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Listing all articles in the Martin Prosperity Institute category
The article marries Michael Porter’s industrial cluster theory of traded and local clusters to Richard Florida’s occupational approach of creative and routine workers to gain a better understanding of the process of economic development. By combining these two approaches, four major industrial - occupational categories are identified.
A new report released today by Richard Florida and the Martin Prosperity Institute (MPI) at the University of Toronto's Rotman School of Management, finds America's cities and metro areas to be strikingly divided by class. The report, released to the City Lab Conference of Mayors and City Leaders in Los Angeles, maps the stark class divisions within 12 of America's largest cities and metro areas. Americans, it finds, are not only separated by income and race, but by socio-economic class.
This paper by Richard Florida, Charlotta Melander and Kevin Stolarick analyzes the economic geography of musicians and the recording industry in the U.S. from 1970 to 2000 to shed light on the locational dynamics music and creative industries more broadly.
Richard Florida, Charlotta Mellander and Kevin Stolarick in this work hypothesize that the conjoint effects of scale and scope economies combine to shape significant geographic concentration of the entertainment industry.
Part of the Working Paper Series by Richard Florida, Charlotta Mellander and Kevin Stolarick on the factors that shape economic development in Canadian regions.
Report Summary: Ontario’s Opportunities in the Creative Age by Richard Florida and Roger Martin.
In this study by Richard Florida, Charlotta Mellander and Haifeng Qian, the authors employ both educational and occupational measures of talent to examine the relationships between talent, technology and regional economic performance in China.
This report by Richard Florida, Brian Knudsen, Kevin Stolarick, and Gary Gates investigates density, and more specifically the density of creative workers, as a key factor influencing regional development.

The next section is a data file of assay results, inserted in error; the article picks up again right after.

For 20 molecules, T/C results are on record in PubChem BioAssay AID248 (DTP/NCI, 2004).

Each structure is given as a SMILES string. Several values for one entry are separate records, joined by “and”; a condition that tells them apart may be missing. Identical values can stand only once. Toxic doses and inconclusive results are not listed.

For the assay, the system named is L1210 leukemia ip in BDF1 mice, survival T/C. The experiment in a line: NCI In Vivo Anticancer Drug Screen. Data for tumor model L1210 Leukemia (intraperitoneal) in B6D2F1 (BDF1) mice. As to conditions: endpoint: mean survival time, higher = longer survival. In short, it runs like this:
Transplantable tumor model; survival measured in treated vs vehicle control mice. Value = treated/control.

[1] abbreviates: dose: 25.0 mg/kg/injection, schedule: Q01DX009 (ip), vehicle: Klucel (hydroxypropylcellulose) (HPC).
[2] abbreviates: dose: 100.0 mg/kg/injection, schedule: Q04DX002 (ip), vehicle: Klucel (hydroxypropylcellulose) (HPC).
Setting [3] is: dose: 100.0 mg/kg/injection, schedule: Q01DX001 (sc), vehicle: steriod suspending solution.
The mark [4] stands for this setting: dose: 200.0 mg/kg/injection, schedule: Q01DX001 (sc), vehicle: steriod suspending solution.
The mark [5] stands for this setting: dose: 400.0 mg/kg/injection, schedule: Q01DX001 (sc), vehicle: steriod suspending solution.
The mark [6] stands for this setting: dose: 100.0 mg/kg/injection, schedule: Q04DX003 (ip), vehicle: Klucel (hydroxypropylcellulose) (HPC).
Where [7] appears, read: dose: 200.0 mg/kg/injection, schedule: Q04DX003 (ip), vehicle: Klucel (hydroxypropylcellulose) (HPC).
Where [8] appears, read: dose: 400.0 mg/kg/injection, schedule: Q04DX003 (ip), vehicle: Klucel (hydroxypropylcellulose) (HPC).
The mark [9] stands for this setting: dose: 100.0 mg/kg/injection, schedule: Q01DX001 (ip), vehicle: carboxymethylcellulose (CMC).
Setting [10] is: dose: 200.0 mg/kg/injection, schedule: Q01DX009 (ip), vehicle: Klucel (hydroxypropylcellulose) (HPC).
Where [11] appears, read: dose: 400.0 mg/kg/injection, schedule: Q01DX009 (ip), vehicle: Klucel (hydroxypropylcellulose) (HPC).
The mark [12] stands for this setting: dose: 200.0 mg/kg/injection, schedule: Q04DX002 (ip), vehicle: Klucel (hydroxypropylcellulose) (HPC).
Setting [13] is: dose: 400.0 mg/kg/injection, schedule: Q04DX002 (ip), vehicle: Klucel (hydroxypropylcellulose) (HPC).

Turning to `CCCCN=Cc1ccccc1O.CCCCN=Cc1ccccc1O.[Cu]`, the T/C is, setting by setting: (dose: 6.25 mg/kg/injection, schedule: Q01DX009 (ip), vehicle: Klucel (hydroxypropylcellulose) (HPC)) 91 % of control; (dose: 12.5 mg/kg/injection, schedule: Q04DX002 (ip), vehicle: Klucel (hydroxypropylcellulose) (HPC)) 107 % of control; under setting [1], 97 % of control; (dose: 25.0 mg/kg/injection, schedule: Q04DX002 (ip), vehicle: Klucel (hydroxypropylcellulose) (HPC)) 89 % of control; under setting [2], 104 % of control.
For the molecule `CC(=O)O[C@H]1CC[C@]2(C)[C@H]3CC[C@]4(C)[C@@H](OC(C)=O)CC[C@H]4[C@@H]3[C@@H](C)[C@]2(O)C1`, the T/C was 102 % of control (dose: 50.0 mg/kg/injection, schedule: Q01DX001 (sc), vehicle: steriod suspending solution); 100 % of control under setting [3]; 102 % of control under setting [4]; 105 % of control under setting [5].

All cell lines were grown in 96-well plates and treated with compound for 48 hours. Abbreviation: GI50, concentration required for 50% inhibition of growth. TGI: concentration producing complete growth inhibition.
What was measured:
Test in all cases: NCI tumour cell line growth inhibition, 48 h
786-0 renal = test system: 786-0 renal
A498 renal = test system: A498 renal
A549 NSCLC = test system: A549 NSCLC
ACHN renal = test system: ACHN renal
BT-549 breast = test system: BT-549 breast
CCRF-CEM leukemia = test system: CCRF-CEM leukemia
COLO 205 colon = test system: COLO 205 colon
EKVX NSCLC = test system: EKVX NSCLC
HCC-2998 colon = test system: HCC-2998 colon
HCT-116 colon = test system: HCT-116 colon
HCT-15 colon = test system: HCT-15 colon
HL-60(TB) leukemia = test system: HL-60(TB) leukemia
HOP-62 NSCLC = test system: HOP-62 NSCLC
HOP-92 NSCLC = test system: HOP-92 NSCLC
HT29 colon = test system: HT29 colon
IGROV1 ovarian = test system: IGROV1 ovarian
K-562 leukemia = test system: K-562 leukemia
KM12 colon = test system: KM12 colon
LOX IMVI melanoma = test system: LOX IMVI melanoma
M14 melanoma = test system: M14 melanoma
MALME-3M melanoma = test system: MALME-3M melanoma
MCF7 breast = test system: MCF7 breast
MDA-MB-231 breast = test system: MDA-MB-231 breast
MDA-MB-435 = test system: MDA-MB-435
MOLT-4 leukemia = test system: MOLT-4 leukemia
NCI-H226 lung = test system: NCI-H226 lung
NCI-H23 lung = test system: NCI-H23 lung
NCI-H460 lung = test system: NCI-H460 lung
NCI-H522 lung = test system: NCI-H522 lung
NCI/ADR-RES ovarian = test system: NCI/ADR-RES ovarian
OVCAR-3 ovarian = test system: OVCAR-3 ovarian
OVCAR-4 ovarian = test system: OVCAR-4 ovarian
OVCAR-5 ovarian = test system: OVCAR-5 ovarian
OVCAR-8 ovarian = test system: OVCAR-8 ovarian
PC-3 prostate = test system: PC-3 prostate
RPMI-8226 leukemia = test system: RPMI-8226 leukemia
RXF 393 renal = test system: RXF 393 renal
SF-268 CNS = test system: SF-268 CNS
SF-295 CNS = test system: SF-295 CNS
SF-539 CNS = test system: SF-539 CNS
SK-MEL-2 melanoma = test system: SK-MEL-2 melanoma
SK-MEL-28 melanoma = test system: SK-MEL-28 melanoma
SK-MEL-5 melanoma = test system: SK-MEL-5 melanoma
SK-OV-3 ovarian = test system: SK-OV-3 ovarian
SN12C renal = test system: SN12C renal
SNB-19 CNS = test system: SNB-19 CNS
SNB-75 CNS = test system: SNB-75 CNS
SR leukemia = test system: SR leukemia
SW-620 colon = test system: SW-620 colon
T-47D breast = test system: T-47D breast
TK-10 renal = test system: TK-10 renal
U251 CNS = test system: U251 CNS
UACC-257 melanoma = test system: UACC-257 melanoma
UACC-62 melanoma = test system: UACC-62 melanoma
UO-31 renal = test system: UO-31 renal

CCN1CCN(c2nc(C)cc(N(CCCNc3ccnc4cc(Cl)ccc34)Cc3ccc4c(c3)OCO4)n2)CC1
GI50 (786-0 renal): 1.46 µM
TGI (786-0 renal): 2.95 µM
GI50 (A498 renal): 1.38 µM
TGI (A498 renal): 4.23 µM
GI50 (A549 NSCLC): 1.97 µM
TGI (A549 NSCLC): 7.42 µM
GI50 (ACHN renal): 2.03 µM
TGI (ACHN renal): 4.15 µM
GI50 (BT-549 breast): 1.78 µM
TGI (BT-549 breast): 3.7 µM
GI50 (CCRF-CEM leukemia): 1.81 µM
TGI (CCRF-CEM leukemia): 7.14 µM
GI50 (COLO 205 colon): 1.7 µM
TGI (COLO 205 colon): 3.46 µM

This research note authored by Richard Florida and Charlotta Mellander is part of a large scale project on the music industry and system.
This report authored by Richard Florida and Charlotta Mellander examines the effects these populations have on increasing housing values in the neighborhoods and communities they inhabit.
This paper by Richard Florida, Tim Gulden, and Charlotta Mellander uses a global dataset of nighttime light emissions to produce an objectively consistent set of mega-regions for the globe.
Report by Richard Florida, Charlotta Mellander, and Kevin Stolarick on the importance of human capital to regional development in conjunction with two key issues.
A report by Richard Florida and Charlotta Mellander explaining regional development in Sweden.
A report on the role of the university in the economy by Richard Florida, Gary Gates, Brian Knudsen, and Kevin Stolarick.
This paper by Richard Florida and Kevin Stolarick examines the specific interactions among the creative, technical, business, and design communities of the Montreal region.
This report by Richard Florida, Brian Knudsen, and Kevin Stolarick investigates how the density of a specific class of workers, the "creative class", affects metropolitan innovation.
A report on Montreal and it's creative opportunities by Richard Florida, Kevin Stolarick, and Lou Musante.
The Unites States built the most powerful economy by producing and attracting human capital. Is America throwing that advantage away?
Richard Florida promotes a vision of economic development that returns government to its core functions-building the civic infrastructure necessary to attract and retain people and businesses.
This article by Richard Florida examines the economic geography of talent exploringthe factors that attract talent and its effects on high-technology industry and regional incomes.
A report prepared by Richard Florida, Meric S. Gertler, Gary Gates, and Tara Vinodrai for the Ontario Ministry of Enterprise, Opportunity and Innovation and the Institute for Competitiveness and Prosperity.
This paper by Richard Florida examines the geography of bohemia and the relationships between it, human capital, and high-technology industries.